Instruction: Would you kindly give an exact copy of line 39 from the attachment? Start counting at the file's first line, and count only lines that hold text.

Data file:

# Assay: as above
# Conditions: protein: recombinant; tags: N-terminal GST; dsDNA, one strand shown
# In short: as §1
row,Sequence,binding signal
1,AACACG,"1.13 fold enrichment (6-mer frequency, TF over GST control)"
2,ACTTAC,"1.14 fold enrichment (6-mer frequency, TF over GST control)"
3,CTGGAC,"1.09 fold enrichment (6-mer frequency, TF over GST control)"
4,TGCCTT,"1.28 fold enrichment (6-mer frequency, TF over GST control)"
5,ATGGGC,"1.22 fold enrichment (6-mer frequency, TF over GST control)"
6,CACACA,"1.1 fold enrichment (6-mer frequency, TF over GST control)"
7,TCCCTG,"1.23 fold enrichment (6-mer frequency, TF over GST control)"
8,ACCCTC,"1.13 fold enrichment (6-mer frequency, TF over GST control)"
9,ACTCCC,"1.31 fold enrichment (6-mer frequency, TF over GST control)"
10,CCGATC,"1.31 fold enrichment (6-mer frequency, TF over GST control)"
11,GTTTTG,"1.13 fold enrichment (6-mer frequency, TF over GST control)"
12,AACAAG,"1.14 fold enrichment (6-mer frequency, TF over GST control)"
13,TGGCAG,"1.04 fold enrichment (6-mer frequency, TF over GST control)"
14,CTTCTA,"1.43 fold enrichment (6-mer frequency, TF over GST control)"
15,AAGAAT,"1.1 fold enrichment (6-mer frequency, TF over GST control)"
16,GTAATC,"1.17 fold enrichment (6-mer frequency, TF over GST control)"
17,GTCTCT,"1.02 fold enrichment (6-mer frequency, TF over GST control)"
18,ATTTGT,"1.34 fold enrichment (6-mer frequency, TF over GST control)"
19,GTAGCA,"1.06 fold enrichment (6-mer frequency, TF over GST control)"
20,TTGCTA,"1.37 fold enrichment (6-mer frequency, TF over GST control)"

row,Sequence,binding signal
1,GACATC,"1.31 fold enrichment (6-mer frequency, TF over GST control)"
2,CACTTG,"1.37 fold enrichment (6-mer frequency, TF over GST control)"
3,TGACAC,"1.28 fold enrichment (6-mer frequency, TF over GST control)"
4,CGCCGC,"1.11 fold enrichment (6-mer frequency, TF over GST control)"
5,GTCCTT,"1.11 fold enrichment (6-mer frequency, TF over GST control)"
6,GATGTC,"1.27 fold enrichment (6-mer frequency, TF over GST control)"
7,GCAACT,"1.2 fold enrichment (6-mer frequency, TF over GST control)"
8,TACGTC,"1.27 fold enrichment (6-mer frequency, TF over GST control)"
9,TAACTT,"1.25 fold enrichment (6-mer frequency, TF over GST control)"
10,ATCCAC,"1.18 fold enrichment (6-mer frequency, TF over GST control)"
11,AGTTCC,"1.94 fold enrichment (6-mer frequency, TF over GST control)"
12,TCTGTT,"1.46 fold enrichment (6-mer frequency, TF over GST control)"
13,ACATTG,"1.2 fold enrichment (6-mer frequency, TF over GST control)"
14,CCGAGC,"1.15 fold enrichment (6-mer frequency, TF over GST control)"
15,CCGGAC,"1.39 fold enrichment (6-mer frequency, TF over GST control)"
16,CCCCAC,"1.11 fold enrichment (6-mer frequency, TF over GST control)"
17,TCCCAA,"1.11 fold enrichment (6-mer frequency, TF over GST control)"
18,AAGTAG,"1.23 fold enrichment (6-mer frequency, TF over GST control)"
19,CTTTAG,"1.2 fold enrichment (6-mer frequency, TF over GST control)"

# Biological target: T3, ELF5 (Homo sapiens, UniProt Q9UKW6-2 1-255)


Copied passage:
14,CCGAGC,"1.15 fold enrichment (6-mer frequency, TF over GST control)"